PRENDAS CICLISMO BORDEAUX PARIS RACE COOLMAX SOCKS
The Prendas Ciclismo Bordeaux Paris Race Coolmax socks are a very affordable staple, clearly inspired by old school Peugeot team kits. Though not season specific, the middleweight weave enhances the snug fit of cycling shoes, while keeping feet temperate in cold to moderate conditions.
Pros: Inexpensive, timeless design, good overall performance, easy to care for.
Cons: Cut favours narrower feet.
These are made in Italy, from Coolmax, a popular technical yarn designed to maintain a temperate and hygienic climate. Hardly exotic, this blend basically boils down to Polyester (70%) Polyamide (28%) and Lycra (2%). One that offers a good performance to price ratio. It’s also very hard wearing and low maintenance.
They’re a mid-length design, which offers decent protection, without looking weird, whether paired with race slippers, more traditional touring shoes, or winter booties (the latter being my default during a relatively chill, early season test period).
Not a Peugeot fan? The bold two-tone, checkerboard pattern is very distinctive but equally chameleon-like. Black is the default colour for shorts/tights and ¾ lengths, afterall. Being road biased, I wasn’t surprised by a lack of cushioning around the heel and toe box.
This is similarly comprehensive, and in line with many other brands. XS (36-38), S/M, (39-41), L (42/43) and XL (44-46). Ours were Large, which fitted me perfectly (not surprising, given I’m a 43 in street shoes) very precisely. I am also blessed with relatively thin feet, too, which undoubtedly helped. With these things in mind, it might be an idea to go assize up, if you’re not sure.
Being a road biased design, I wasn’t surprised by the lack of reinforcement around the heel and toe box sections. This ensures great fit with all cycling specific footwear, from traditional stiff soled race shoes, to trainer type SPD and winter booties.
The first couple of weeks were spent riding in cold, dry conditions. Worn with my leather touring shoes, climate control was better than I was expecting. With the mercury wandering between 6 and 8 degrees, they did a decent job of retaining and regulating warmth.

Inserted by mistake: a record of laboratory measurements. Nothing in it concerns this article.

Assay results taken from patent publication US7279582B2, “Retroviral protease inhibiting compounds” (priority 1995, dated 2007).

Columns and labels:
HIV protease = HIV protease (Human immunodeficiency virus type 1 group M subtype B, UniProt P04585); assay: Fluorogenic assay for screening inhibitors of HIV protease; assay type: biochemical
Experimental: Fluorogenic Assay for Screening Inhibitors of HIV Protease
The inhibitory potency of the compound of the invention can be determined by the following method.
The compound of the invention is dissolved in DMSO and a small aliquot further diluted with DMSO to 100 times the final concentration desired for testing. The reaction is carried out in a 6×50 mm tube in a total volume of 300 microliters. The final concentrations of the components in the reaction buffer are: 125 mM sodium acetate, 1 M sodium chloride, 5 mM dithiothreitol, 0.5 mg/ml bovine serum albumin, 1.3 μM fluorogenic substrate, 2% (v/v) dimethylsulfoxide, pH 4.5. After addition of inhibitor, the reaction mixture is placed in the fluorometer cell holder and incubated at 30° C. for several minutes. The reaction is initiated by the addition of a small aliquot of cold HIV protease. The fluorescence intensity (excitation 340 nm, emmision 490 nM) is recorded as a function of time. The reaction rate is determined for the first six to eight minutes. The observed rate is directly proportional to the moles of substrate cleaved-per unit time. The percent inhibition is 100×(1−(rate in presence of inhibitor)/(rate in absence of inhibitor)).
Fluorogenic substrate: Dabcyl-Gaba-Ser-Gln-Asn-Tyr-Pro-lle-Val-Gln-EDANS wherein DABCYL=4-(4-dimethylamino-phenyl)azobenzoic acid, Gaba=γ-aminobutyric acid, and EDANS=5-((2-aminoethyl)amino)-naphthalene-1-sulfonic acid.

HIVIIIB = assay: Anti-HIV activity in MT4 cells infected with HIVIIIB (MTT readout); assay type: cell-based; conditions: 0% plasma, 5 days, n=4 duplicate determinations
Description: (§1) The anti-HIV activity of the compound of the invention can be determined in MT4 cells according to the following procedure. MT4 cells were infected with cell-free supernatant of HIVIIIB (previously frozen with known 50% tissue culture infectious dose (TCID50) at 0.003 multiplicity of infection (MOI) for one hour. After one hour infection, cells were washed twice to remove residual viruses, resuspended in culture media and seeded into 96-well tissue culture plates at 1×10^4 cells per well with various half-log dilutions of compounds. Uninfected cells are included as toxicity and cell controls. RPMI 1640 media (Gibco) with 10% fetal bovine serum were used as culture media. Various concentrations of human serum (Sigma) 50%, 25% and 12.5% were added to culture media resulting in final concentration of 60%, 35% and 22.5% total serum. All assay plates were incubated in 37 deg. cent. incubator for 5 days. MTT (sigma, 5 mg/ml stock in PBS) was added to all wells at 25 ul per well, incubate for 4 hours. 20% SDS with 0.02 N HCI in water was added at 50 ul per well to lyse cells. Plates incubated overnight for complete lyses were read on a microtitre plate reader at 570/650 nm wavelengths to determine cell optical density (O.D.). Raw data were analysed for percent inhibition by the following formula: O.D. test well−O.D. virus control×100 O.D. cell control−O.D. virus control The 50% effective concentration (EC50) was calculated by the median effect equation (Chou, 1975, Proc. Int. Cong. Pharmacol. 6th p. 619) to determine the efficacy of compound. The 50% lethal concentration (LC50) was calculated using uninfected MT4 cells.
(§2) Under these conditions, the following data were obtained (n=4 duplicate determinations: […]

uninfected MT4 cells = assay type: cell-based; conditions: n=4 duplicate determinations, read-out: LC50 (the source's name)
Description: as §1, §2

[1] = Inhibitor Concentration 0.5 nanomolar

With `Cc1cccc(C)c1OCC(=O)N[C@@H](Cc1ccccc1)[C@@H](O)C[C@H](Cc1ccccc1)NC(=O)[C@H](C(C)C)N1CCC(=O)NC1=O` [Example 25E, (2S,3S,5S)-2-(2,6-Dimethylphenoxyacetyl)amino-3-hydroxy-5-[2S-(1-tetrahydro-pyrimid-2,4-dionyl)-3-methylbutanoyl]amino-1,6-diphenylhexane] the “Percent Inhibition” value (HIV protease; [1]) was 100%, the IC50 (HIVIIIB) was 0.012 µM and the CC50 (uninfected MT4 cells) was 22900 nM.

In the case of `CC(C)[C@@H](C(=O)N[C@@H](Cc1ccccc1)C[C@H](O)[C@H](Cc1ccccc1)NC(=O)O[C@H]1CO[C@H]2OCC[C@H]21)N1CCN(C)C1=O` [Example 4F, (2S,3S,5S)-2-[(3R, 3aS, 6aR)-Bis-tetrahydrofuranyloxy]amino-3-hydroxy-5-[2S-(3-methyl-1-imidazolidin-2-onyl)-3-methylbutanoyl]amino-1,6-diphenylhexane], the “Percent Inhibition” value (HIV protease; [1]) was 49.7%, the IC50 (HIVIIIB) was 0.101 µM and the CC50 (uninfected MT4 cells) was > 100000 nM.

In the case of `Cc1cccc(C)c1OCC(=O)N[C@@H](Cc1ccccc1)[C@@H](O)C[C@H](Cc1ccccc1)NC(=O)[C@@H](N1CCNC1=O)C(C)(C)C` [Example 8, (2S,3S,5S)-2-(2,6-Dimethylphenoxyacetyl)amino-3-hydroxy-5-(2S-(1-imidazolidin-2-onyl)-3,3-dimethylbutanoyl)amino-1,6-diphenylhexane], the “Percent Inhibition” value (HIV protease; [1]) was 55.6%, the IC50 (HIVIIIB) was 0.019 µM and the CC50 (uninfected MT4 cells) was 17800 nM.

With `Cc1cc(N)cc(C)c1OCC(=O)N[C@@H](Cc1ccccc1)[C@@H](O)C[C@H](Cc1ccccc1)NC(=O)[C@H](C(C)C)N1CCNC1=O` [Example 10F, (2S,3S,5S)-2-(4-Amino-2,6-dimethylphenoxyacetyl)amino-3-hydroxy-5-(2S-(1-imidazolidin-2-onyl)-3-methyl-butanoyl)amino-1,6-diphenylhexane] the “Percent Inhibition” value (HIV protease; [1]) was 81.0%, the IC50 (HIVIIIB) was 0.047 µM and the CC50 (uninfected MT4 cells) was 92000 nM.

Not on par with some Merino mixes, including these Smartwool PHD Outdoor Light Crew Socks and Polaris Challenge Merino Ride Socks but switching to stiffer soled slippers with acres of mesh, there wasn’t any hint of chill. If anything, man-made uppers induce a clammier inner climate, especially given a couple of hours, at 100rpm.
With temperatures hitting 23 degrees, paired with leather touring shoes, the familiar misty dampness kicked in around the balls and toe-box. On milder rides, that familiar dampness creeps in, given 30 minutes sustained effort but my feet never got beyond that tepid, mildly clammy phase.
Obviously, you’ll get a soaking, caught in a sharp shower, wearing synthetic shoes with acres of mesh. Forgotten to pack overshoes? Bargain on forty minutes, a break in the cloud and a decent breeze, before they’re predominantly dry.
Despite being a relatively thin blend, I’ve not felt any soreness, or discomfort full stop, especially around the ball and heel sections. Admittedly, I’ve not ridden further than 80 odd miles in one sitting, but a good indicator, nonetheless.
I am also quite susceptible to athletes’ foot and similar infections, but no hint of redness, let alone anything more serious.
Pushing things to their logical conclusion, I wore ours for eight hours every day, for four consecutive days (without washing).
Not something I’d advocate, with socks, regardless of material. Nonetheless, with temperatures ranging between 15 and 18 degrees, there was a mild whiff but nothing like a full-on funk. They can be hand, or machine washed at 30 degrees. Ours have emerged smelling fresh and fitting fine.
Talking of funky, the checker pattern is very eye-catching, offering some additional presence around dusk and beyond, without screaming “safety” like day glows do. Though not a trail sock, I’ve frequently vanished along bridle paths and forest trails. The sensible cuff height has also offered reasonable defence from thistles/other prickly overgrowth. Fine for cyclocross but I’d look to a tall trail model, such as Polaris Challenge Merino Ride Socks for gravel, or similarly extended rough-stuff.
Sure, some mega stores can offer bundles for less, and Merino blends can be had for £8.99 from some discounters. Nonetheless, £6.99 is still very competitive, relative to the specification and overall performance.
Sizing is perhaps a little precise for some tastes and they favour those with slender feet. On paper, there’s nothing to set pulses racing, spec-wise. That said; they look sharp and perform to the standards I require of a three season, road biased sock.